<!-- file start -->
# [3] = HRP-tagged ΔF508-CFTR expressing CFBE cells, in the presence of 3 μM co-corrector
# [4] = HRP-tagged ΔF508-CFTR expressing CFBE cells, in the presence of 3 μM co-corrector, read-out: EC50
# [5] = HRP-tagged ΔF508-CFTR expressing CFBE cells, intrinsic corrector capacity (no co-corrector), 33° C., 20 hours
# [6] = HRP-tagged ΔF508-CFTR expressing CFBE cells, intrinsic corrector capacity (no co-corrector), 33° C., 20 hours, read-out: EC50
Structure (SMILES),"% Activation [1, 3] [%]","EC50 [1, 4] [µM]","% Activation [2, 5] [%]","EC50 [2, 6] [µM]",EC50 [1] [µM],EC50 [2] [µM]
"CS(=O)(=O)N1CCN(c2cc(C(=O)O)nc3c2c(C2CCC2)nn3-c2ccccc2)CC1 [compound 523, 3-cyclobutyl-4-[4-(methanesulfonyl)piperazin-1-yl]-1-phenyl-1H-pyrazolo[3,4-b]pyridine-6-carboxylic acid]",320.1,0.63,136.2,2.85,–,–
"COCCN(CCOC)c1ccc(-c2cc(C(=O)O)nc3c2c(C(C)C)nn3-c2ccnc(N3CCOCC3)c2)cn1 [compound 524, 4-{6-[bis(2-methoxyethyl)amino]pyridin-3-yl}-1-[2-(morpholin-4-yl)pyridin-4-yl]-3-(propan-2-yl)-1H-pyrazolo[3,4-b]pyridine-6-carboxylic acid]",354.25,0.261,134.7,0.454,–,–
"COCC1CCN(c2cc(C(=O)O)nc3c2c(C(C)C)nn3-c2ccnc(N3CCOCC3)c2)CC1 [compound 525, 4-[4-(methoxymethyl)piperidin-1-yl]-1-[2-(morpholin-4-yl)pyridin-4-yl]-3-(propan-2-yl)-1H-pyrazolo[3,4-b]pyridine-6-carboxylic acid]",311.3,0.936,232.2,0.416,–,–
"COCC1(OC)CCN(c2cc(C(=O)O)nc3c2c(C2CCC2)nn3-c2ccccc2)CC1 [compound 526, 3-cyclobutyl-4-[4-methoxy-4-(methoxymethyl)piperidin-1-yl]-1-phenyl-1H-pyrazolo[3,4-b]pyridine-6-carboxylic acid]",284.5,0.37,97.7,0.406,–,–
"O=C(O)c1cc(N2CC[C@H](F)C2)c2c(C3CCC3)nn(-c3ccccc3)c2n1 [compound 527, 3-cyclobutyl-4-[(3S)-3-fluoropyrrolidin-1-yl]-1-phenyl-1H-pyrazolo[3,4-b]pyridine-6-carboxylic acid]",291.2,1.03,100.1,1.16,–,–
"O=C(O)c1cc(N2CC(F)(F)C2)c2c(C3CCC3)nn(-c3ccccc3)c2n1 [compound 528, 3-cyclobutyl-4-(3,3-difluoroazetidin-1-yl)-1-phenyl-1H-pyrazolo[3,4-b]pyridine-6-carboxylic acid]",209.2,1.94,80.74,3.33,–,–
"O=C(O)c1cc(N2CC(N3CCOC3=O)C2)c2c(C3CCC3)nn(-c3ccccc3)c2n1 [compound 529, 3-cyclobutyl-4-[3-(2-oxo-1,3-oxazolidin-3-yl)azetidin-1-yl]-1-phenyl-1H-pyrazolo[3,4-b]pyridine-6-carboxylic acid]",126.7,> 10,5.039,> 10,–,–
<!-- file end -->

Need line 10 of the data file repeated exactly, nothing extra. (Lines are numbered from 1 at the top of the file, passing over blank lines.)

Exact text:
"O=C(O)c1cc(N2CC[C@H](F)C2)c2c(C3CCC3)nn(-c3ccccc3)c2n1 [compound 527, 3-cyclobutyl-4-[(3S)-3-fluoropyrrolidin-1-yl]-1-phenyl-1H-pyrazolo[3,4-b]pyridine-6-carboxylic acid]",291.2,1.03,100.1,1.16,–,–